This week we’ll learn a bit about something called quantum tunneling, which may have some massive implications for things like nuclear fusion and more.
The quantum tunneling effect is a quantum phenomenon which occurs when particles move through a barrier that, according to the theories of classical physics, should be impossible to move through. The barrier may be a physically impassable medium, such as an insulator or a vacuum, or a region of high potential energy.
In classical mechanics, when a particle has insufficient energy, it would not be able to overcome a potential barrier. In the quantum world, however, particles can often behave like waves. On encountering a barrier, a quantum wave will not end abruptly; rather, its amplitude will decrease exponentially. This drop in amplitude corresponds to a drop in the probability of finding a particle further into the barrier. If the barrier is thin enough, then the amplitude may be non-zero on the other side. This would imply that there is a finite probability that some of the particles will tunnel through the barrier. Source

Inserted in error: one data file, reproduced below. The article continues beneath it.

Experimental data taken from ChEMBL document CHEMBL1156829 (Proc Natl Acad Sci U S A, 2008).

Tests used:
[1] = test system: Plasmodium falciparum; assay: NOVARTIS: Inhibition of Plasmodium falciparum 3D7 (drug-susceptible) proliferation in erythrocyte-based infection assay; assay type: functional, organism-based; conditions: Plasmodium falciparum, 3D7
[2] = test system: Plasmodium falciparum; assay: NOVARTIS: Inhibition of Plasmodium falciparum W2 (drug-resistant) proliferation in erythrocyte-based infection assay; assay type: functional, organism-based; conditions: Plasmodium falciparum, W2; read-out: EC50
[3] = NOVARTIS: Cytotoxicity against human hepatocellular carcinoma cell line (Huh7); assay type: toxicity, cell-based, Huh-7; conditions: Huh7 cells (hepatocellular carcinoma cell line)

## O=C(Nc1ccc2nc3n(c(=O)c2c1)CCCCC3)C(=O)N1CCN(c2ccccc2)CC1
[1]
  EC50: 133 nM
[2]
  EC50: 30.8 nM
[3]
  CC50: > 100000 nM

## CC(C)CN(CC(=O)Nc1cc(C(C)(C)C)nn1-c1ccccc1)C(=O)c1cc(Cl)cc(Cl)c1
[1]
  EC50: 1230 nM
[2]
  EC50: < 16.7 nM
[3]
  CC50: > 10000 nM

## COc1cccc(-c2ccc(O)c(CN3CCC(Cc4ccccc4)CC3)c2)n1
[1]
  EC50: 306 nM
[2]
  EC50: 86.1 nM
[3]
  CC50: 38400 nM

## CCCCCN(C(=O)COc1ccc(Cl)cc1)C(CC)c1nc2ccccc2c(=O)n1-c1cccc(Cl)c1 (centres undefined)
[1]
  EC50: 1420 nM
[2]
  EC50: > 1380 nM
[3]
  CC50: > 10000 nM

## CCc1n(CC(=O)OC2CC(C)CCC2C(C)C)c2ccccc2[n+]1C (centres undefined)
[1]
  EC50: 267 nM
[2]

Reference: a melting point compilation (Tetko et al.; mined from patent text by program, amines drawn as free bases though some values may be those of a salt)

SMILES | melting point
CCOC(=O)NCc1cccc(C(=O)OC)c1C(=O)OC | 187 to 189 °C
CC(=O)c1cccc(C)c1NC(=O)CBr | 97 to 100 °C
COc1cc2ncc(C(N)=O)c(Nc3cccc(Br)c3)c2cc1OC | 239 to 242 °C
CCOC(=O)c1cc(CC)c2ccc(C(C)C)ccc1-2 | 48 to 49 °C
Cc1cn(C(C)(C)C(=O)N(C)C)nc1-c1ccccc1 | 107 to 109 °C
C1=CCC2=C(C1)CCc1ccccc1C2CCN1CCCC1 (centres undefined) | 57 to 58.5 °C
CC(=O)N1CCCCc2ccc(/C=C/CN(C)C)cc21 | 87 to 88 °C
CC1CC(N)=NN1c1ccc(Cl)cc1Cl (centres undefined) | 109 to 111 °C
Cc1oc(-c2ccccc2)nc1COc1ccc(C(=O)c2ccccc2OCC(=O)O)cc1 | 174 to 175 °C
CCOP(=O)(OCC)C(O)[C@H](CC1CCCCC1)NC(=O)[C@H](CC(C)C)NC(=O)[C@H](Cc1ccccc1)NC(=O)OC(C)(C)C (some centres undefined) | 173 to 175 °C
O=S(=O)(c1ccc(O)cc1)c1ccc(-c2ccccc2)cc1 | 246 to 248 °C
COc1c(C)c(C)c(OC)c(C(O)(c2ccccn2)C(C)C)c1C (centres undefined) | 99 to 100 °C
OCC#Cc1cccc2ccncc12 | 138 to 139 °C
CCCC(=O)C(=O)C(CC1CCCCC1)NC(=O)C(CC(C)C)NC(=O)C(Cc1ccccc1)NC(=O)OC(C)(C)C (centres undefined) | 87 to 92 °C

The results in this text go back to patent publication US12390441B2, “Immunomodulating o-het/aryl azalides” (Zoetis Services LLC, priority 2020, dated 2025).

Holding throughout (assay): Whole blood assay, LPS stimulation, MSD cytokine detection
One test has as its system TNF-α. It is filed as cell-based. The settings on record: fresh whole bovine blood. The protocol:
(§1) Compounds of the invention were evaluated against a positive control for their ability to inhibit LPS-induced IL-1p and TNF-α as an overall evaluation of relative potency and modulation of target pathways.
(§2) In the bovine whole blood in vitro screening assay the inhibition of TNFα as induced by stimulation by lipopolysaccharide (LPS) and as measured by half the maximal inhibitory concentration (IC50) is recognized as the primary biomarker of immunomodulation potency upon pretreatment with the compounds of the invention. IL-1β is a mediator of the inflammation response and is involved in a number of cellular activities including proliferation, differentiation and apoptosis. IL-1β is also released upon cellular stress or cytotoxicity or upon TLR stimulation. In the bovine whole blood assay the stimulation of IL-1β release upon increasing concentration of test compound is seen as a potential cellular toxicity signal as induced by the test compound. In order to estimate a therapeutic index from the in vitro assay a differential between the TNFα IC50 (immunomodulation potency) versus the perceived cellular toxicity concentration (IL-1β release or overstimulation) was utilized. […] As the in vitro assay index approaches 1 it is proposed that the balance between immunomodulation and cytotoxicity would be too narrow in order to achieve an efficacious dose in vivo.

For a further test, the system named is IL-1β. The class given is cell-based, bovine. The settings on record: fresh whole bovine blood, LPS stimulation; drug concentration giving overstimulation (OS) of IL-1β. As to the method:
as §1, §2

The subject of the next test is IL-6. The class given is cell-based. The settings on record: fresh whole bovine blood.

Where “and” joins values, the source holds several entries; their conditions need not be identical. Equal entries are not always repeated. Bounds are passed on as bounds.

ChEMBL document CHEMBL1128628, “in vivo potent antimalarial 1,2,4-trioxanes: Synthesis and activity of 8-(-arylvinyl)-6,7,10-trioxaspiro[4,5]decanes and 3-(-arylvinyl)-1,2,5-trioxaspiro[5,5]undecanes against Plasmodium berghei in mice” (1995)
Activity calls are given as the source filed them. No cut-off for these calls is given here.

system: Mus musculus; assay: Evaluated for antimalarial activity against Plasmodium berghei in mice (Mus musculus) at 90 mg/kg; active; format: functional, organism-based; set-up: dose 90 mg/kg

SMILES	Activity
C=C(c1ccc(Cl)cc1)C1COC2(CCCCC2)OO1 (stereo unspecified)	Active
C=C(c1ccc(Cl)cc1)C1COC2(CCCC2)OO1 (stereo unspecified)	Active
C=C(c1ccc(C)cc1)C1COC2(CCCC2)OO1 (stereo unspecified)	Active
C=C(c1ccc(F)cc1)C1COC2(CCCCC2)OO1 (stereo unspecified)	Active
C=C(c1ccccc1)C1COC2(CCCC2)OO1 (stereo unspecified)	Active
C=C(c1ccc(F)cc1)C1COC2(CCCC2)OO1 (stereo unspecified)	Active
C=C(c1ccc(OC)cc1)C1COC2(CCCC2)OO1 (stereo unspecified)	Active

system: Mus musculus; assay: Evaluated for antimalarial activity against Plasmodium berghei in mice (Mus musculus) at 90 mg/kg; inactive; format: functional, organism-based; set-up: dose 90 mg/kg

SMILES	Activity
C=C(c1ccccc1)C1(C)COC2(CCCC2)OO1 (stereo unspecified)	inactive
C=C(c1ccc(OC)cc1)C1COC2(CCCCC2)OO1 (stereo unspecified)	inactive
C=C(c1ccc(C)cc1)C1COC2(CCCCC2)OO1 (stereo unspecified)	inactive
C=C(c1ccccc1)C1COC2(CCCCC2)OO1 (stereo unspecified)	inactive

As always, Wikipedia has an amazing article
on this topic with a lot more details and is well worth a look.